Malta’s decision to remove over 10,000 business records, including all related to dissolved companies, from its national registry will open up the country to illicit activity, the Daphne Caruana Galizia Foundation has warned.
“Companies acting in an unlawful manner will now be able to complete their business, and dissolve the company with minimal public trace of their activity,” the foundation said in a statement.
Minister for Economy Silvio Schembri announced the initiative last July. This means that for Malta-registered companies that failed to give official ownership information or file annual reports, only the name and incorporation date of the company is now visible online. Any inquiries into dissolved or struck off companies now have to be made in person at the Registry head-office, at a price of €20 per file.
The data, which is usually available online, is a vital open-source tool for journalists in the country.
The foundation pointed to crucial investigations by Malta Today into Nexia BT’s to Manuchehr Ahadpir Khangah, a close associate of the President of Azerbaijan; Malta Independent into a web of international companies linked to the ‘Ndranghet; and The Shift News’ reports into Nexia BT’s invovlement in a private jet compnay used by former Prime Minister Jospeh Muscat.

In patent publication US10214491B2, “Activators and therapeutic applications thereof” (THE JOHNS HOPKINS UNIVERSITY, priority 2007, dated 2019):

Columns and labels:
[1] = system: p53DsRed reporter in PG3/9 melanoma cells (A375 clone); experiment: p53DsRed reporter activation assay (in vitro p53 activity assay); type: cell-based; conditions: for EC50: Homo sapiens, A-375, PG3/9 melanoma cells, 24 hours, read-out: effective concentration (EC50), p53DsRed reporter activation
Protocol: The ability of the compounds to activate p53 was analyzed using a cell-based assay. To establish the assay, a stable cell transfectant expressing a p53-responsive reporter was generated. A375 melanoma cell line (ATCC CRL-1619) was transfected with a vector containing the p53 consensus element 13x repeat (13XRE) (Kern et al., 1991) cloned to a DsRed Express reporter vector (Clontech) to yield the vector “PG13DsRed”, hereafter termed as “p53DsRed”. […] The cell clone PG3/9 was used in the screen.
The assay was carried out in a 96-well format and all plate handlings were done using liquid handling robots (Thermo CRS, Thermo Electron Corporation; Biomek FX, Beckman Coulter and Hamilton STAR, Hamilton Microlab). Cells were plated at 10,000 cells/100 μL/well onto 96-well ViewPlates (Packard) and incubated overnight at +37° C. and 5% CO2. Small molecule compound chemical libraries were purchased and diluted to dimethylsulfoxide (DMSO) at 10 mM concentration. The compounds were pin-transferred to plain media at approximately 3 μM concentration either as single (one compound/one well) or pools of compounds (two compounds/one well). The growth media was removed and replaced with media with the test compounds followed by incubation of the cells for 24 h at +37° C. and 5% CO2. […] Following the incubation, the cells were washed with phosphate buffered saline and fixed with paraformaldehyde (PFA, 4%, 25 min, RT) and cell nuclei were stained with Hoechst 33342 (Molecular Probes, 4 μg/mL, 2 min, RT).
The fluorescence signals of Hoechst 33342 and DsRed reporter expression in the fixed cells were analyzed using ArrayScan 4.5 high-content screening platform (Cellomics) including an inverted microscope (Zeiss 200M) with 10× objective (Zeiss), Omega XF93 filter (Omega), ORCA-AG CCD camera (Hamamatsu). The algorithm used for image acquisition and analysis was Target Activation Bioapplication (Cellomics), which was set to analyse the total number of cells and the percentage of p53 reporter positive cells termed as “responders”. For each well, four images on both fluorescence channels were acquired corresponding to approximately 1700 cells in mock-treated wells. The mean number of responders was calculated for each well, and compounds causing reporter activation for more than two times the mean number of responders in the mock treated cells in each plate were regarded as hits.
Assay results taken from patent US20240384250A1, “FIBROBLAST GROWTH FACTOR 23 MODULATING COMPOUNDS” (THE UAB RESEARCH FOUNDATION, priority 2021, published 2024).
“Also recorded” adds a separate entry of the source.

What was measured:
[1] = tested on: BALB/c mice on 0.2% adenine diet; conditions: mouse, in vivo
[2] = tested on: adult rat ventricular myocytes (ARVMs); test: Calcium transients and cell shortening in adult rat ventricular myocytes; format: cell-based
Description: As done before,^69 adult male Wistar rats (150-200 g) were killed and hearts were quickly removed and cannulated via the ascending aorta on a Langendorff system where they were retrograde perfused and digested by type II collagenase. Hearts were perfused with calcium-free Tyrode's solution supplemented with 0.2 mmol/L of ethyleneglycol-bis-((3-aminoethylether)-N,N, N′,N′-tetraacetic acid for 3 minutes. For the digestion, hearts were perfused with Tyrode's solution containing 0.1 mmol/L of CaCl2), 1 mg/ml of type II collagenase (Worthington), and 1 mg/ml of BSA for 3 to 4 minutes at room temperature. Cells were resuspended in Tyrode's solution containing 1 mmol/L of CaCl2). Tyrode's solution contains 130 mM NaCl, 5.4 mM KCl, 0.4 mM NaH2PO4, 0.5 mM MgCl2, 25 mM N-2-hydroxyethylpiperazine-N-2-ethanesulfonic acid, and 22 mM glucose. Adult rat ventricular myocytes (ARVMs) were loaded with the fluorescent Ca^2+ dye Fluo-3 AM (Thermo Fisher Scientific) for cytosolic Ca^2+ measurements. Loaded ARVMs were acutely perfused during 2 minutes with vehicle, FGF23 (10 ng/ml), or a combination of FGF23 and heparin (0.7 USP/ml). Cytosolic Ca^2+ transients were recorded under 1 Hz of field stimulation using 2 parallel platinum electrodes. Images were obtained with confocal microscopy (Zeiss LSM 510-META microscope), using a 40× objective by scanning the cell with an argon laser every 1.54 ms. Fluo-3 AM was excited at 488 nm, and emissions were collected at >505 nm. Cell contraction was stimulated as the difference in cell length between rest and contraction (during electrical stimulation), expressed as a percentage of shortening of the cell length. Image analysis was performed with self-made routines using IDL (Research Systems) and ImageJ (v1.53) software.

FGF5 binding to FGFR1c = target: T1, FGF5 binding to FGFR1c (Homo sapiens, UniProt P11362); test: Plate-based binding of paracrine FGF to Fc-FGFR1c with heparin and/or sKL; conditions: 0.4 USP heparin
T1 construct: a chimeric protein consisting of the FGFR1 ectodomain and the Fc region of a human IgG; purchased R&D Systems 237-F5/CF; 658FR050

“As past investigations have shown, cross-border collaborative investigations further the pursuit of justice and, for this reason, should not be restricted. Everyday citizens wanting to conduct a background check of dissolved companies may be financially hindered in their right to access information,” the foundation said.
Instantly purging the date will “incentivise the use of Maltese companies as getaway cars”, the foundation warned.
“Rather than removing data indiscriminately, Malta should increase its capacity to monitor the accuracy and legitimacy of details which companies provide. Greater transparency in the system will also further trust, encouraging more business ventures to occur in Malta,” it said.
The foundation is demanding that online access be reinstated, especially in view of crucial Moneyval investigations right around the corner.
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